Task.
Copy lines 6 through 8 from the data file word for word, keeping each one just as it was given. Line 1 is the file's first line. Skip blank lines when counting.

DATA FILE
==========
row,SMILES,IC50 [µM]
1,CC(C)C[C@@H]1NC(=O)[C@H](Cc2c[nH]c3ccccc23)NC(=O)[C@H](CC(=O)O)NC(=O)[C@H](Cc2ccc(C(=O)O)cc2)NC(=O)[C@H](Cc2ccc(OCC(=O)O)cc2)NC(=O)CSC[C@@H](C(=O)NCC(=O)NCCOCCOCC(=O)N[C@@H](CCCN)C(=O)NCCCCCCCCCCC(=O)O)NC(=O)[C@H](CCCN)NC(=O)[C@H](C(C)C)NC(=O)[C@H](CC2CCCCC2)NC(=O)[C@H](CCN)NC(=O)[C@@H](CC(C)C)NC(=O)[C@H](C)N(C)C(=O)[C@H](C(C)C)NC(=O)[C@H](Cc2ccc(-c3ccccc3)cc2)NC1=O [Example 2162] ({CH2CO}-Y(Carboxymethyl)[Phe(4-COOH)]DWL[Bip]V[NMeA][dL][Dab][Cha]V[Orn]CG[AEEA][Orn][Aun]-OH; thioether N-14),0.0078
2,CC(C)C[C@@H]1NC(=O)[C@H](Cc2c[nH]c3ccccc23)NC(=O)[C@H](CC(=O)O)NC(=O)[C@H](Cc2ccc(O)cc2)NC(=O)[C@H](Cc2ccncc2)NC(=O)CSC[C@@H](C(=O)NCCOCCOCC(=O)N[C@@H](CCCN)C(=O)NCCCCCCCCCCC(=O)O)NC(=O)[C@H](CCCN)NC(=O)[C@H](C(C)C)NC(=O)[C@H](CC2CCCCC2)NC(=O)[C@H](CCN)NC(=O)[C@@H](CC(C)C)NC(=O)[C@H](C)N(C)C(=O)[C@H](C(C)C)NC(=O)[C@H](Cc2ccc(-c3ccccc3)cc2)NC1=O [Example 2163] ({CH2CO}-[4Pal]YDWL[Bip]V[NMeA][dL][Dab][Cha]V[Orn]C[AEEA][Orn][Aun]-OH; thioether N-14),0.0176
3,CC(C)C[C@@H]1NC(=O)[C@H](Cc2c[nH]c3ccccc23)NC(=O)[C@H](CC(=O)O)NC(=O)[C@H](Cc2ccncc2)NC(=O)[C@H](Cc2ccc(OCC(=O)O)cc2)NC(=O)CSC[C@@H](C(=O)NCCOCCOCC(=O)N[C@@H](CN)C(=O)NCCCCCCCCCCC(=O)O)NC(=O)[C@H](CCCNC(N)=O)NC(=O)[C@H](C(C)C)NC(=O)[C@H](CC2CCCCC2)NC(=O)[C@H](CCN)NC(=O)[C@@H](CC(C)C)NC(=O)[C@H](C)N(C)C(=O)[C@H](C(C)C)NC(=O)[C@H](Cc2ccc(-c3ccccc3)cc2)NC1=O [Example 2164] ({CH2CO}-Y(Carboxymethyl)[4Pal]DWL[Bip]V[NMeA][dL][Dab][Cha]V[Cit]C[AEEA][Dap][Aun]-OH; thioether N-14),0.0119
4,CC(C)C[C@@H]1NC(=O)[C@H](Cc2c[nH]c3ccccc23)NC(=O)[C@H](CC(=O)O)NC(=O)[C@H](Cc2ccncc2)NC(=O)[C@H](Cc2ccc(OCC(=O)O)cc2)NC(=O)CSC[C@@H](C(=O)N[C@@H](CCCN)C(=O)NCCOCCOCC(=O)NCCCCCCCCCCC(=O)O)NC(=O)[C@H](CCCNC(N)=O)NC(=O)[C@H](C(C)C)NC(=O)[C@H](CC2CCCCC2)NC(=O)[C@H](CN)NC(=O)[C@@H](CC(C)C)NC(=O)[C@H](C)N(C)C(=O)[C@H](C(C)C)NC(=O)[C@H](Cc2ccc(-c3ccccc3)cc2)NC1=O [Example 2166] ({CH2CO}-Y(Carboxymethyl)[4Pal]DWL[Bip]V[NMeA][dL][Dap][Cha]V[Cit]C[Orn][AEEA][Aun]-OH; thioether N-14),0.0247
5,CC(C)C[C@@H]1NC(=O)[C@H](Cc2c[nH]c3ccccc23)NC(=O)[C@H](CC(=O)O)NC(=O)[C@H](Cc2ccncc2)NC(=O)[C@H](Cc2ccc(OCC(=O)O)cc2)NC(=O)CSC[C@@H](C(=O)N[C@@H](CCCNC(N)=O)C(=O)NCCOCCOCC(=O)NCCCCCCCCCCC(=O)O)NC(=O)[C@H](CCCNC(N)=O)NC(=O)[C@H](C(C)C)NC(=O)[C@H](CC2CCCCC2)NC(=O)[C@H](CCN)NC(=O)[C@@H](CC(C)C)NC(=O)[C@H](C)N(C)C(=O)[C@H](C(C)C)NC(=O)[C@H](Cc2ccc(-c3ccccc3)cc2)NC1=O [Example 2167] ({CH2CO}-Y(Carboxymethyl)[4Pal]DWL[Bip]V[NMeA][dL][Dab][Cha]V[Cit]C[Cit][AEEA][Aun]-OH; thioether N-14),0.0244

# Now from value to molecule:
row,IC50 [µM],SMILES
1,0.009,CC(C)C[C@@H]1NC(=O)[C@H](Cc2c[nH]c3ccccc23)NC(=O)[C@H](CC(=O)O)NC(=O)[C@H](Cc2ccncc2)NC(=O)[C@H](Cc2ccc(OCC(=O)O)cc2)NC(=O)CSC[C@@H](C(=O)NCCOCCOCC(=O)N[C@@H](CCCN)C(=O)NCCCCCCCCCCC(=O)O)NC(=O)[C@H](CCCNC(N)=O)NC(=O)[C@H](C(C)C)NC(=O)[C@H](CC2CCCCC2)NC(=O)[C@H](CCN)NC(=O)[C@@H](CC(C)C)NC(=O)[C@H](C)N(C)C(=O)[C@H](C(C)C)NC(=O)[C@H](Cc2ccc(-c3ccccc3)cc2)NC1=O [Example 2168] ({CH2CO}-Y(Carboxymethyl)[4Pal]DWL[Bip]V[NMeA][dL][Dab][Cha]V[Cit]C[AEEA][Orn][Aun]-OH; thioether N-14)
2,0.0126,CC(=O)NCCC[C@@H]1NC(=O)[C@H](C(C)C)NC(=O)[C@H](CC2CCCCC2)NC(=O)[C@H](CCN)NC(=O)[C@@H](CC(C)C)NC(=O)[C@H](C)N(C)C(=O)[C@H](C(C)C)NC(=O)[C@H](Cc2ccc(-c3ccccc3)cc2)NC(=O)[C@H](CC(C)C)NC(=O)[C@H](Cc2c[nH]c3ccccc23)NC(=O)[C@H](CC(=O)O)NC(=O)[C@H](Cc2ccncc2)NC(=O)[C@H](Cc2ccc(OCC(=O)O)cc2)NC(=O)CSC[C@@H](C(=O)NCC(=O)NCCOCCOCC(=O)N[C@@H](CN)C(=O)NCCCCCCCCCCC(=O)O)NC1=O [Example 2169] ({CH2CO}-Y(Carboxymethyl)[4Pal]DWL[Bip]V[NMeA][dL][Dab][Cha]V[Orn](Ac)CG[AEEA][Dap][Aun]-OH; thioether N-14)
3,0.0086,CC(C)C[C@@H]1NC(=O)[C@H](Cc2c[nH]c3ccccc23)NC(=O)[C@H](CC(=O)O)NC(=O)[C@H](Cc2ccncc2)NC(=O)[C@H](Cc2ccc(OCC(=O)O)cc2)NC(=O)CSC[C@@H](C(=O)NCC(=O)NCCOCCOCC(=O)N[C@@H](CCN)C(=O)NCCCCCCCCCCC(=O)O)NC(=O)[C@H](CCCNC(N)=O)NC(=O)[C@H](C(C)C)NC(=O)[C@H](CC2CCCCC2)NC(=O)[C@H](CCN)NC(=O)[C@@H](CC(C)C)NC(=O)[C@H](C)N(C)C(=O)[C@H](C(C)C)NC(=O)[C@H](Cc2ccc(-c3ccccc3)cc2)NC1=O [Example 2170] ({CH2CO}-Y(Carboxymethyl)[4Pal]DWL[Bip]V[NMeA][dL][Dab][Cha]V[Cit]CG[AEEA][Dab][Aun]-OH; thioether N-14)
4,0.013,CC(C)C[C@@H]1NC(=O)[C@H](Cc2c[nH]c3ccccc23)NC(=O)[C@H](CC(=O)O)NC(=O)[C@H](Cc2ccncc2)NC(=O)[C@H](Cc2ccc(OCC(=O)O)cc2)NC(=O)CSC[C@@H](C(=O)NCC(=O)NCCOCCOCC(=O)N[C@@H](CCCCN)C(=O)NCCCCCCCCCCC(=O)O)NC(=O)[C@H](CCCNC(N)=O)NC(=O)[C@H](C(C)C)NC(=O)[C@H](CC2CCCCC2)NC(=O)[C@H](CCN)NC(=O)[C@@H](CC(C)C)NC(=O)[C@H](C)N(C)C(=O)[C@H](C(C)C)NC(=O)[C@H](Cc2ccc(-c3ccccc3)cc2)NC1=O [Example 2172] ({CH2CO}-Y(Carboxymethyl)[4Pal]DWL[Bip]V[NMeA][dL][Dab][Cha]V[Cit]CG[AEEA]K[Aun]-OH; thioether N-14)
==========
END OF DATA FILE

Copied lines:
5,CC(C)C[C@@H]1NC(=O)[C@H](Cc2c[nH]c3ccccc23)NC(=O)[C@H](CC(=O)O)NC(=O)[C@H](Cc2ccncc2)NC(=O)[C@H](Cc2ccc(OCC(=O)O)cc2)NC(=O)CSC[C@@H](C(=O)N[C@@H](CCCNC(N)=O)C(=O)NCCOCCOCC(=O)NCCCCCCCCCCC(=O)O)NC(=O)[C@H](CCCNC(N)=O)NC(=O)[C@H](C(C)C)NC(=O)[C@H](CC2CCCCC2)NC(=O)[C@H](CCN)NC(=O)[C@@H](CC(C)C)NC(=O)[C@H](C)N(C)C(=O)[C@H](C(C)C)NC(=O)[C@H](Cc2ccc(-c3ccccc3)cc2)NC1=O [Example 2167] ({CH2CO}-Y(Carboxymethyl)[4Pal]DWL[Bip]V[NMeA][dL][Dab][Cha]V[Cit]C[Cit][AEEA][Aun]-OH; thioether N-14),0.0244

# Now from value to molecule:
row,IC50 [µM],SMILES